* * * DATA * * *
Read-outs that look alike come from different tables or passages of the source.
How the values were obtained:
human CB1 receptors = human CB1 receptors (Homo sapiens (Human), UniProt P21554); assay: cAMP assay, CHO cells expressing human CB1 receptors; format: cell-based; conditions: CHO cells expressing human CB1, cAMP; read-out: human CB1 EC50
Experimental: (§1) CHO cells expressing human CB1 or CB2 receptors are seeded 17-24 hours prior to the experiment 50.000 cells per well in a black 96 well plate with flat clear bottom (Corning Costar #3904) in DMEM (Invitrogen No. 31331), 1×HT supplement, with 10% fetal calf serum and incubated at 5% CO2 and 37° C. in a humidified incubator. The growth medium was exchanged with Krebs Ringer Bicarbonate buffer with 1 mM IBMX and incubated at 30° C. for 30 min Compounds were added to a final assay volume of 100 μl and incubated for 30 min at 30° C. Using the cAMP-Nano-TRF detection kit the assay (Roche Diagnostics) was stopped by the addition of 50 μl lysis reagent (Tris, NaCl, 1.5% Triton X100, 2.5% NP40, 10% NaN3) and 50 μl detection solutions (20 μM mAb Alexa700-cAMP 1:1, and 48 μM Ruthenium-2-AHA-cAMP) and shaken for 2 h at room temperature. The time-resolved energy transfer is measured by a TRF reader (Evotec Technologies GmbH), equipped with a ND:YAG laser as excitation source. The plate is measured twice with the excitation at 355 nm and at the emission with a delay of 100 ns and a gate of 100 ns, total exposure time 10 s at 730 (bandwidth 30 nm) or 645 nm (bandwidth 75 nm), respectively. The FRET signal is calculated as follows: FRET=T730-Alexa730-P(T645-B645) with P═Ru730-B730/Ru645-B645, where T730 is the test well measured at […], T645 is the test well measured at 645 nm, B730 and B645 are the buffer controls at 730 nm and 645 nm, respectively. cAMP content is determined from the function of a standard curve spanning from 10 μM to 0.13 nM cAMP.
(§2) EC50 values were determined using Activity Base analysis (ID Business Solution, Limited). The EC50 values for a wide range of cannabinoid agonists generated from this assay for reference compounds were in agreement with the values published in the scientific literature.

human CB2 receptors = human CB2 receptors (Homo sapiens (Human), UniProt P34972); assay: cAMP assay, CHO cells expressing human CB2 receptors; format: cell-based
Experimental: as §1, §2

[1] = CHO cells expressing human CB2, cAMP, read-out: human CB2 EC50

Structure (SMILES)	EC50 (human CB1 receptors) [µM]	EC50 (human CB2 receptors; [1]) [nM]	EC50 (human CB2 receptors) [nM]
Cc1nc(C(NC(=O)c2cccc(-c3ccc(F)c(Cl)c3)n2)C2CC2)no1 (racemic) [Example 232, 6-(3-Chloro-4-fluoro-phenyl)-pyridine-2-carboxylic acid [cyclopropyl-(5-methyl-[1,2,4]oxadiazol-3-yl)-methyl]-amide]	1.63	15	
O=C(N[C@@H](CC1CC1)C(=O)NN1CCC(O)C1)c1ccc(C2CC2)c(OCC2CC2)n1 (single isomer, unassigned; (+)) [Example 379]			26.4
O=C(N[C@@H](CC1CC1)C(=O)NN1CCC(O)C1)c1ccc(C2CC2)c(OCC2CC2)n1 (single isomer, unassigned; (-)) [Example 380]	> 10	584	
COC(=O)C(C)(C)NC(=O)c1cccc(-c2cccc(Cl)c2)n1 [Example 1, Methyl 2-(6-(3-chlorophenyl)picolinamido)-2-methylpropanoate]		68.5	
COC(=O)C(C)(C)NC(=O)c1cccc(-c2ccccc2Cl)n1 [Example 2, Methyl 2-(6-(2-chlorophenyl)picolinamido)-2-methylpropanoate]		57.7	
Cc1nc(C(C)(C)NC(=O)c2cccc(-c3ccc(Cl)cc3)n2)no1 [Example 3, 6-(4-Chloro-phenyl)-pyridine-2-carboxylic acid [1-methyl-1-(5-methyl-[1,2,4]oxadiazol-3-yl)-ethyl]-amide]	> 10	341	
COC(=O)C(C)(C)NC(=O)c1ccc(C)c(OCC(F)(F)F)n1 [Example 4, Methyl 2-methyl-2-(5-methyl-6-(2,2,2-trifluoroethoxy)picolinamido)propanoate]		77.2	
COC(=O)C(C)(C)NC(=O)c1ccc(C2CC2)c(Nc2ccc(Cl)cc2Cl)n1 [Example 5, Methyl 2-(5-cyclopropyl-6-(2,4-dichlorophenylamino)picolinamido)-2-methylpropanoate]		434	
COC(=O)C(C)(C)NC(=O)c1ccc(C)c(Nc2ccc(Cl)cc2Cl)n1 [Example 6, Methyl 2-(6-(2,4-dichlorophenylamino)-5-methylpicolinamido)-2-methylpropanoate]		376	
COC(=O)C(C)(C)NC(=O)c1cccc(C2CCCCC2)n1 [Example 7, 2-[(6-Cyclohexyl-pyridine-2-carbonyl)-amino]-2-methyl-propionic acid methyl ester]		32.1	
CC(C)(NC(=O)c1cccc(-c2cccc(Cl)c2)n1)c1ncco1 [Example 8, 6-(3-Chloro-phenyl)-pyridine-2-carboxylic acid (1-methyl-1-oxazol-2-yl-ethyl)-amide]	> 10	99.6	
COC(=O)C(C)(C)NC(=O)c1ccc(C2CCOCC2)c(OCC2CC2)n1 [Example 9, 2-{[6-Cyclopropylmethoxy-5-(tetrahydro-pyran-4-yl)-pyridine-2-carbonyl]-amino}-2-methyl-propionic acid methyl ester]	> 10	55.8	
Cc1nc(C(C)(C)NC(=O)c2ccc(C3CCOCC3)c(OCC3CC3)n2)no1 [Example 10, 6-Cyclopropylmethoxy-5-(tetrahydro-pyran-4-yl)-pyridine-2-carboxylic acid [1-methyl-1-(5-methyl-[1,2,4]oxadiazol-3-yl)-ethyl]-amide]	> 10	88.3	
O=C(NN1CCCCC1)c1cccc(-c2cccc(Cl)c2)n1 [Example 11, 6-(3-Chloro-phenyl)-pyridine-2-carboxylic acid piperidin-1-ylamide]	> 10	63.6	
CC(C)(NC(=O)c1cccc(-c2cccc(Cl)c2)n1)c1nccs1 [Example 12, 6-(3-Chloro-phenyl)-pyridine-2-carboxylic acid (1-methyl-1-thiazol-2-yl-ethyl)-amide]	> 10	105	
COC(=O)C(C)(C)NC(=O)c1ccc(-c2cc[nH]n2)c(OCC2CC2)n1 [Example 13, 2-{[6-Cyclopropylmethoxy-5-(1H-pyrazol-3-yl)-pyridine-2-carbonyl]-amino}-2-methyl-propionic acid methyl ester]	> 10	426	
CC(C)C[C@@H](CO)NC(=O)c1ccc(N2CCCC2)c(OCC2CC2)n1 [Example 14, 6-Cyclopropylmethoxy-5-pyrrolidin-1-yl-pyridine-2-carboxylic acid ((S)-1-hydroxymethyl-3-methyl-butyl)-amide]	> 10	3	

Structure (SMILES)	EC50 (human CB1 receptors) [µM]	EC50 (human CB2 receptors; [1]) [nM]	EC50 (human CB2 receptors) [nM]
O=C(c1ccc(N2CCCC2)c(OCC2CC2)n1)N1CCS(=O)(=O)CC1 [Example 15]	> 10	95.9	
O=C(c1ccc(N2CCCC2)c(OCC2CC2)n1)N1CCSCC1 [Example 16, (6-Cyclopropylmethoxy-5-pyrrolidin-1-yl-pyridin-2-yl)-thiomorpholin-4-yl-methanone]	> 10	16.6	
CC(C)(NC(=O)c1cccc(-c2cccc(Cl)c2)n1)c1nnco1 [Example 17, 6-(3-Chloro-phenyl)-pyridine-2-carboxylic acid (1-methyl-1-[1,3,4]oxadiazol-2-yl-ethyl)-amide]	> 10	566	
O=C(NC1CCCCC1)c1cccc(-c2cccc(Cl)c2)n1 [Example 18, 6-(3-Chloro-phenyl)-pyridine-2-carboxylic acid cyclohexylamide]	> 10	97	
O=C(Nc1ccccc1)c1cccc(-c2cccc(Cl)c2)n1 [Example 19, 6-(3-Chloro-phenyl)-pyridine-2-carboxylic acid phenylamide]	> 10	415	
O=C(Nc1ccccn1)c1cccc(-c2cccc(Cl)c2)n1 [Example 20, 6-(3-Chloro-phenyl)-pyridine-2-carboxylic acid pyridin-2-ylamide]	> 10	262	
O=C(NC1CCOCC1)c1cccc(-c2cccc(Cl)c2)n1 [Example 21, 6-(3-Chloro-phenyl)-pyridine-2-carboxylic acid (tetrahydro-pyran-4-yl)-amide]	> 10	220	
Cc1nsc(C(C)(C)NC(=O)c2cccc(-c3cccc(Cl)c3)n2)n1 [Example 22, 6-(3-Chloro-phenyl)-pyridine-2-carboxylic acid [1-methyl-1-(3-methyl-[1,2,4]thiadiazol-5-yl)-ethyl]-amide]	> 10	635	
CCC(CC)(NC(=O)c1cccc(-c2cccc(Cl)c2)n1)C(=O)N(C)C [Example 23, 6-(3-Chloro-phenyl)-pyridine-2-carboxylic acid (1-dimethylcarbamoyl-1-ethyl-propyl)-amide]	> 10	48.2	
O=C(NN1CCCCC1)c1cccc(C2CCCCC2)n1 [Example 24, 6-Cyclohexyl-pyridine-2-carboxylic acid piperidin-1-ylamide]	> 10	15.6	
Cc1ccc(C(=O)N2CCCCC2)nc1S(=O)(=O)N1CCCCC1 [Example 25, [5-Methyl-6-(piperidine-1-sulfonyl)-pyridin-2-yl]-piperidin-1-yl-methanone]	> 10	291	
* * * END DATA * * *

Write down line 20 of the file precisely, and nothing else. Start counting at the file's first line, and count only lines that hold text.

CC(C)(NC(=O)c1cccc(-c2cccc(Cl)c2)n1)c1ncco1 [Example 8, 6-(3-Chloro-phenyl)-pyridine-2-carboxylic acid (1-methyl-1-oxazol-2-yl-ethyl)-amide]	> 10	99.6	